Someone once wrote that criticizing economist and New York Times columnist Paul Krugman is the internet’s favorite pastime. I, too, have engaged in the sport – with no success of changing what Robert Higgs calls the “vulgar Keynesianism” that dirties the Grey Lady’s editorial page. To the betterment of my pride, nobody else has had much luck in the arena of ideas either. Krugman continues to carry the torch of excuses for the Democratic Party while lampooning the bigoted, racist, old, white, and rich GOP.All along, the Princeton prof has stayed true to the cause of aggressive government action to forestall the downtrodden economy. Large fiscal expenditures, aggressive monetary stimulus, increased legal privileges for organized labor, and boosting the degree of state pillaging – Krugman is the caricature of a tyrannical apologizer who will defend the cause of rampant statism at any cost. He has been accused of being a communist, socialist, a Democratic shill, and every other leftist insult that might exist. Much of this is done in a tongue-and-cheek style. Still, the underlying charge of Krugman being a vehement statist willing to justify any and all government action remains accurate. Basically, there is little activity Uncle Sam could do that he wouldn’t approve of.

But now, it appears Krugman has gone overboard with his progressive moaning. In a recent column, he laments, once again, over the fact that some people make more money than others. The wealth inequality canard – which is favored by every leftist under the sun – has become a tiresome ploy at this point. I think Krugman knows this, so he proceeds to justify his indignation by bringing some new evidence into the mix. Now things start getting interesting.

Continue reading »

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Jan 26

Taleb On “Skin In The Game” And His Disdain For Public Intellectuals (ZeroHedge, Jan 26, 2013):

Nassim Taleb sits down for a quite extensive interview based around his new book Anti-Fragile. Whether the Black Swan best-seller is philosopher or trader is up to you but the discussion is worth the time as Taleb wonders rigorously from the basic tenets of capitalism – “being more about disincentives that incentives” as failure (he believes) is critical to its success (and is clearly not allowed in our current environment) – to his intellectual influences (and total disdain for the likes of Krugman, Stiglitz, and Friedman – who all espouse grandiose and verbose work with no accountability whatsoever). His fears of large centralized states (such as the US is becoming and Europe is become) being prone to fail along with his libertarianism make for good viewing. However, his fundamental premise that TBTF banks should be nationalized and the critical importance of ‘skin in the game’ for a functioning financial system are all so crucial for the current ‘do no harm’ regime in which we live. Grab a beer (or glass of wine, it is Taleb) and watch…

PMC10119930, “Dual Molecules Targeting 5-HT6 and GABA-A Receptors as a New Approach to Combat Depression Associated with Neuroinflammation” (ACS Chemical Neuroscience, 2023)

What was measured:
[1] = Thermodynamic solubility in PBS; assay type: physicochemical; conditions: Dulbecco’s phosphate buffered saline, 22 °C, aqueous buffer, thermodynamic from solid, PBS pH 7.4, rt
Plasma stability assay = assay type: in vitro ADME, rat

Via Redmond Weissenberger of the Ludwig von Mises Institute Of Canada,

A must see interview with Nassim Taleb

Nassim Nicholas Taleb is a former trader and hedge fund manager, a best-selling author, and a ground-breaking theorist on risk and resilience.

Taleb drew wide attention after the 2007 publication of The Black Swan: The Impact of the Highly Improbable, which warned that our institutions and risk models aren’t designed to account for rare and catastrophic events. Among other things, the book cautioned that oversized and unaccountable banks using flawed investment models could bring on a financial crisis. He also warned that the government-sanctioned housing finance agencies, Fannie Mae and Freddie Mac, were sitting on a “barrel of dynamite.”

One year after The Black Swan was published, a global banking crisis was brought on by the very factors he identified. Continue reading »

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Jun 19

For your information.



YouTube Added: 11.06.2012

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Nov 14

For your information.

The elitists vs. the people.



YouTube Added: 13.11.2011

For more information: Thrive

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Aug 19

“Medicare is broke.”

“Medicaid is broke.”

“Social security is a bigger Ponzi scheme and a bigger fraud than anything Bernie Madoff ever dreamed of and it’s broke.”


Added: August 19, 2009



Real change or why you should have voted for Ron Paul:


Liberty and Economics – Ludwig von Mises


Added: August 18, 2009